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Purim represents a victory over antisemitism. Haman was the preeminent antisemite. He didn’t need a reason to hate Jews. He hated them because they were Jewish. Any of his reasons were excuses on which to hang his hat, but they weren’t his primary reasons.
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Home » High Holidays

New Year Greeting 5773

Submitted by on October 5, 2012 – 9:10 pmNo Comment | 1,778 views

I wanted to write a Rosh Hashanah greeting and was casting about for a new spin, something that would make this year’s greeting stand out, when I realized that it’s not the greeting that should stand out, but the year.

You see, dear friends, this year I turned forty, the traditional age for reflection and mid life crises. I wonder if this is why I am suddenly tired of platitudinal New Year greetings that promise change, but never deliver. If I look at the larger picture of life I have to ask myself what primary change this past year brought and what changes my previous years brought.

Of course there was the year I got married, the years my children were born and the year I became a Rabbi. But these are to some extant external to me.  They were about me taking on the role of husband, father and teacher. But which year marked a paramount improvement in me?

Of course I am more mature today than I was in my twenties and less mature than I will be in my sixties. Indeed, change doesn’t come in dramatic shifts, but gradually over the years, which is precisely why I’m tired of ringing promises that herald new beginnings. Was last year’s promise fulfilled that I dare venture a new one?

Look at me, I’m rambling in public. I must have gotten old. I let my thoughts run away with me and here I am – musing in front of you. But oh well, if you heard the beginning you might as well hear the end.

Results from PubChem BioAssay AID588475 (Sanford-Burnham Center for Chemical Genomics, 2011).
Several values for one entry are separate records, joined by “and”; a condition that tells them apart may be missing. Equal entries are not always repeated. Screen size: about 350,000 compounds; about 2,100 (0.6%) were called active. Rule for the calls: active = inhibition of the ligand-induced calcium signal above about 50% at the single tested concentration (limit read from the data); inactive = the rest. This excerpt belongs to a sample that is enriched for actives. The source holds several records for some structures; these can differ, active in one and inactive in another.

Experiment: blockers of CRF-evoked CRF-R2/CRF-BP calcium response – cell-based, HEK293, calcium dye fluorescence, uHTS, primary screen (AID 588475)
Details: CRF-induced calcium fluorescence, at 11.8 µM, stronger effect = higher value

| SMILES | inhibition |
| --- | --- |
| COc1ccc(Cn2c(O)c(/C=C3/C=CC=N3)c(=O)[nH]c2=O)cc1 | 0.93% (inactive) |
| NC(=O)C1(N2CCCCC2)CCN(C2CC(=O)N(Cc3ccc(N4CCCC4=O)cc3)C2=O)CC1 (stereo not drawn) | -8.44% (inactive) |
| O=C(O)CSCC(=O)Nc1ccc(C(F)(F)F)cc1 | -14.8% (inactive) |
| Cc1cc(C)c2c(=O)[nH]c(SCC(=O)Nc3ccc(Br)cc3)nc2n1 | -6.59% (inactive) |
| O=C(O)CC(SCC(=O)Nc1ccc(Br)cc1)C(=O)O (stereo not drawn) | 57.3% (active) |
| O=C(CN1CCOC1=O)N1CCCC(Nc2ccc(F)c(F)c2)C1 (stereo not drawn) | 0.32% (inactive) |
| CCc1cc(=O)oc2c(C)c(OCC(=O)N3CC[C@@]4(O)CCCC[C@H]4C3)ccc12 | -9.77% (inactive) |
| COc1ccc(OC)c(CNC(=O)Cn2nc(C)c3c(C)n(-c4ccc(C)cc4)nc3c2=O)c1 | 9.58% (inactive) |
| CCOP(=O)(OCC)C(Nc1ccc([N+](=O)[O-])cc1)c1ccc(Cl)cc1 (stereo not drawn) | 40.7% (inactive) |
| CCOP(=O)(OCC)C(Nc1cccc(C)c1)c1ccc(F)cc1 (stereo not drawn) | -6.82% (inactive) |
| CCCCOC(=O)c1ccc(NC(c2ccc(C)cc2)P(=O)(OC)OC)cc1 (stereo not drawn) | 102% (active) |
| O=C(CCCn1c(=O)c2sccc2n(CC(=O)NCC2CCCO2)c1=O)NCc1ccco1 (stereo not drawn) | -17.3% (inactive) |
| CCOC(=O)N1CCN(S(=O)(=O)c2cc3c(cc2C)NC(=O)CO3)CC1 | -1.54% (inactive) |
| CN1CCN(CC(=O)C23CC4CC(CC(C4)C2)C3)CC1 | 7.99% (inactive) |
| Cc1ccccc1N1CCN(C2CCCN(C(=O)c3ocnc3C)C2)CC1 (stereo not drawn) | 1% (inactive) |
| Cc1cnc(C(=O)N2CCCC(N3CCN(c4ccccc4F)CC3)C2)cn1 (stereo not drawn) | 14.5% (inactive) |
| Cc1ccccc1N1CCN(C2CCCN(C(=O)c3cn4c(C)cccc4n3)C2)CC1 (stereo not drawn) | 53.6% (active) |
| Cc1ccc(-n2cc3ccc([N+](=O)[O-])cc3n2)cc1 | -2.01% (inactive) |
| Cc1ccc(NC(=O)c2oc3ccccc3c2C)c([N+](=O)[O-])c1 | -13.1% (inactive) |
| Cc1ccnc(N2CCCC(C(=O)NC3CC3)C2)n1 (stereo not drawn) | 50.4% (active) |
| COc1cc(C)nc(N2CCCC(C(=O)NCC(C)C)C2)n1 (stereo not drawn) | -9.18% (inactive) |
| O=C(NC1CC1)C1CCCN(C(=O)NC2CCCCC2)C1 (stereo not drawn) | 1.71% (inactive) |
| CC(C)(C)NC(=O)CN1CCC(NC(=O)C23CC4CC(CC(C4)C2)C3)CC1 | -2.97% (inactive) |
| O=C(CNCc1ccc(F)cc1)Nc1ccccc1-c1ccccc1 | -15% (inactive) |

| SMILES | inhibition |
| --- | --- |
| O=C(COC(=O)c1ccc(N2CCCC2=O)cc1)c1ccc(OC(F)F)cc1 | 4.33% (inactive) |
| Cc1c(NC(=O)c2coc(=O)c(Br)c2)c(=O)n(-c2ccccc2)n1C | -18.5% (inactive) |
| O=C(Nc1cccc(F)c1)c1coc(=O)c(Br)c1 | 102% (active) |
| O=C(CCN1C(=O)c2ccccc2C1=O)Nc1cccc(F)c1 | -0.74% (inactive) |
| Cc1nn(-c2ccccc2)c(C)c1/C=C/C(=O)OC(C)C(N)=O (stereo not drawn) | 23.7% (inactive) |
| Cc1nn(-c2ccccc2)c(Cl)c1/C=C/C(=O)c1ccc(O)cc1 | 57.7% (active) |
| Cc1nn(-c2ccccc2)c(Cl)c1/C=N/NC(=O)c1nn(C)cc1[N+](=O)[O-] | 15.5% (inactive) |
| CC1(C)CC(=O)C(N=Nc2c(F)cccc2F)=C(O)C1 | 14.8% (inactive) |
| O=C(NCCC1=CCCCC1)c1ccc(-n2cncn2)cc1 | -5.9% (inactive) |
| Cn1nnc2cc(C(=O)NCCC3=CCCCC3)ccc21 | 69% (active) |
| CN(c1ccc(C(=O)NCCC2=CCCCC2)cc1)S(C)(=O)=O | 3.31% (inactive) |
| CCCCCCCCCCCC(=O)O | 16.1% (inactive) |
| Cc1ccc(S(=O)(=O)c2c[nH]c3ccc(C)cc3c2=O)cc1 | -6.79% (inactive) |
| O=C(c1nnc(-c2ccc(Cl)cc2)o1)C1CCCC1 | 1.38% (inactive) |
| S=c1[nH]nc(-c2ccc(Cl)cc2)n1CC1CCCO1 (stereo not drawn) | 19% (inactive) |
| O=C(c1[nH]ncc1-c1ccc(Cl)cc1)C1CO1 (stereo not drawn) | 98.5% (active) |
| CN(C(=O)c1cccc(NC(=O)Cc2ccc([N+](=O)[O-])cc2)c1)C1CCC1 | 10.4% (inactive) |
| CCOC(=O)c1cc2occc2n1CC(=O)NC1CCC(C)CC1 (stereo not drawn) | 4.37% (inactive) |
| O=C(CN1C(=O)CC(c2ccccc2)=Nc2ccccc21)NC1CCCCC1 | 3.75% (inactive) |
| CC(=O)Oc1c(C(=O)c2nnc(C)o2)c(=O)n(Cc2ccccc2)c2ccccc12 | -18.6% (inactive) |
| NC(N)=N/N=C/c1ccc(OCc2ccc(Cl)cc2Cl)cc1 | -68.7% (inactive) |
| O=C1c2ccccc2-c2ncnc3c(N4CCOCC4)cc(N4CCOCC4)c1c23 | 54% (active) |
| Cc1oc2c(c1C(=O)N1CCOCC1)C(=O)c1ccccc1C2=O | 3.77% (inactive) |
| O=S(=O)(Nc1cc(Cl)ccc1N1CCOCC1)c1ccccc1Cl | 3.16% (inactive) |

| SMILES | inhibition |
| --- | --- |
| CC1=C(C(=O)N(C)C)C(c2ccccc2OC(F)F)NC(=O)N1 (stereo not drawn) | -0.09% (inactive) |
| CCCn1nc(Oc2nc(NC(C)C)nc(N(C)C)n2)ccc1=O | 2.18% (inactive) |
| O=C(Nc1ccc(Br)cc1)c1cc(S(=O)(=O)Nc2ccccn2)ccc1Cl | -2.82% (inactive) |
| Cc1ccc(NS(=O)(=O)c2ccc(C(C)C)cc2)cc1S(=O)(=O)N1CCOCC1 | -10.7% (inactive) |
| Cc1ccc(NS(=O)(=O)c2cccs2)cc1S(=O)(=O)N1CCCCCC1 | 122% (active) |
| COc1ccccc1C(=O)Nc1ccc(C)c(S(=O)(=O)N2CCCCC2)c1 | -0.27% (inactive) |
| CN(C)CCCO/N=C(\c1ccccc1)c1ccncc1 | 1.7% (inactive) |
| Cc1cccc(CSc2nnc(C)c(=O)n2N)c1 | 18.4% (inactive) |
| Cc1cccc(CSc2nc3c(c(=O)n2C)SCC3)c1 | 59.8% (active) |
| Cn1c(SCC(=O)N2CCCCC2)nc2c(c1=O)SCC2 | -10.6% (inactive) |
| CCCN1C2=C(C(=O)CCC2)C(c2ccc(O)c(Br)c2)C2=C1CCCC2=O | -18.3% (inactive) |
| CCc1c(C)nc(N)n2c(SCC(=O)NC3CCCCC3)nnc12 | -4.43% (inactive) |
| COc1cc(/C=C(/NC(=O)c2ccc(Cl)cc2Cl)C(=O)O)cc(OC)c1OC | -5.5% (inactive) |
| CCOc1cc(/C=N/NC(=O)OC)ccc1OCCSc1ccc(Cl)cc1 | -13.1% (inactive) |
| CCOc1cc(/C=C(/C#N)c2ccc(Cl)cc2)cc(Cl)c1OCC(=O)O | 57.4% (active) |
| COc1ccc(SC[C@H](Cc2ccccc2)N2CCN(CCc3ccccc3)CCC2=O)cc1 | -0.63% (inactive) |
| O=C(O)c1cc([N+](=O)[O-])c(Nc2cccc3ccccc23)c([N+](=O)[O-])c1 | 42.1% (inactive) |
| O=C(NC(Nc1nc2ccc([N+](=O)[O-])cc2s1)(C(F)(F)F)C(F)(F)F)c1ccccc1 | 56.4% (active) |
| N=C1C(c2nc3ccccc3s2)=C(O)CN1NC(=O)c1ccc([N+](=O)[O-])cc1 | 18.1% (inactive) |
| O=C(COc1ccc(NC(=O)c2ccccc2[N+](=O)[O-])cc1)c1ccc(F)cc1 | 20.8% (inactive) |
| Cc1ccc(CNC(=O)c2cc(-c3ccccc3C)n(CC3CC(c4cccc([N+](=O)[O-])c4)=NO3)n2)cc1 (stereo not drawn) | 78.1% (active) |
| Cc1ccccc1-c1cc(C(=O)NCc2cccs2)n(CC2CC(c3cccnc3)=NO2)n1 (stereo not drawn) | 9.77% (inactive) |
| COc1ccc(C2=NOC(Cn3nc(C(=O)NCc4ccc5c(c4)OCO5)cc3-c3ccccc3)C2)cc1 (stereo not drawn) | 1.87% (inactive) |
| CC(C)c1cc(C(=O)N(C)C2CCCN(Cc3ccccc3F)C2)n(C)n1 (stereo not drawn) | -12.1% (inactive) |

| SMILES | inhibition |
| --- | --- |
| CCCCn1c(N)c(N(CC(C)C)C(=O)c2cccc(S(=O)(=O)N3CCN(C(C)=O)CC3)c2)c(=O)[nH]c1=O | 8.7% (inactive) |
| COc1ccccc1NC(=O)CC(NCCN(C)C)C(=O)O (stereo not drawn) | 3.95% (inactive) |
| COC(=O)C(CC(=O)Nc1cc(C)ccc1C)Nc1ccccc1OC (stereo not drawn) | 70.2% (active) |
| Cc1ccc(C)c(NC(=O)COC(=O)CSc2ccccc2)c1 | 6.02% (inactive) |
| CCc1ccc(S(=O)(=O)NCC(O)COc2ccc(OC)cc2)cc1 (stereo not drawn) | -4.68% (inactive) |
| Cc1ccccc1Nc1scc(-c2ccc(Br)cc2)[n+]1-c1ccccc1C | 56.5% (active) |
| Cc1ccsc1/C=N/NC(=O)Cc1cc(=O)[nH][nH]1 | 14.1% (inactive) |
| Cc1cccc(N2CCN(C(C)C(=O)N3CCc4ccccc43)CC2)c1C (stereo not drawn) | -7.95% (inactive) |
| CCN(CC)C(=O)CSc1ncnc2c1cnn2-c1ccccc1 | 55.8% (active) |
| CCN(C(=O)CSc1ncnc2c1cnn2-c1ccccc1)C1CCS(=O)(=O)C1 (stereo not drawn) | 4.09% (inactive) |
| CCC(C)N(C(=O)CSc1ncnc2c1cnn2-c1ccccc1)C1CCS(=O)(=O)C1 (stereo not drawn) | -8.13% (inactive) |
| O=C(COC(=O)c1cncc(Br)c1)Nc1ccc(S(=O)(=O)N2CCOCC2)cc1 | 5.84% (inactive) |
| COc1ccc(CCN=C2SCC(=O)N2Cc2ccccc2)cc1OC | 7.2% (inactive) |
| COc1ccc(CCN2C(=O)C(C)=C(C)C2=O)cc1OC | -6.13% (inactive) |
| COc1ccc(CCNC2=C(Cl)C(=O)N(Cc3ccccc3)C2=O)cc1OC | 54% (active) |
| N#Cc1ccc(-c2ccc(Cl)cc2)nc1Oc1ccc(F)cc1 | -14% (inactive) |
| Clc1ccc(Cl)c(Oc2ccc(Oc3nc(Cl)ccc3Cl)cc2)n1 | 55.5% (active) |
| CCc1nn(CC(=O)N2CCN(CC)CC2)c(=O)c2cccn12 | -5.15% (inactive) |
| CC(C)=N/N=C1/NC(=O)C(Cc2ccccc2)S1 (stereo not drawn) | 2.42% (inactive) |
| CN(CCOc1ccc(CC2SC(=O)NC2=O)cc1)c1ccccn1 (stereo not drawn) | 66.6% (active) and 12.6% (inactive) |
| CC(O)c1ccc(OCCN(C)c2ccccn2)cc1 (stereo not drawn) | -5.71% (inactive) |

Old habits die hard and while I’m far from an old dog I am not ready to learn new tricks. If I promise myself change every Rosh Hashanah I want to promise it this year too. Only I want it to be honest. I want to devise a plan that actually works, a concrete plan that ensures I will really change.

First I need to decide just what change I want implemented in my life. Strike that, not in my life, but in my person – myself.  In other words what do I need to do to better myself as a person and Jew? Then I need to lay out a month by month map to help me implement my change in stages. Then I need to work out a proper plan for each month setting daily goals and weekly benchmarks for success.

This is the easy part. The hard part will be actually implementing it. I have to be vigilant or I’ll drop my guard. I need to make sure I hit my daily, weekly and monthly targets. I can’t afford to fall behind and lose momentum. It‘ll be hard, it‘ll be long and it‘ll be taxing, but it‘ll be worth it. I’ll be able to look back on this year and truly say that I made a difference. I am not just the same old me, one year older. I have truly taken a step upward…. Or inward.

Was it interesting getting the inside scoop on my feelings? Well guess what, I’m not alone in this, you are right here beside me on this road we call life. If my plan is good for the goose, it’s good for the gander. And if it’s hard for you… well you didn’t seem to mind that it would be hard on me…

Let’s hold hands and wish ourselves success. Indeed, may this year be a true Shanah Tova.

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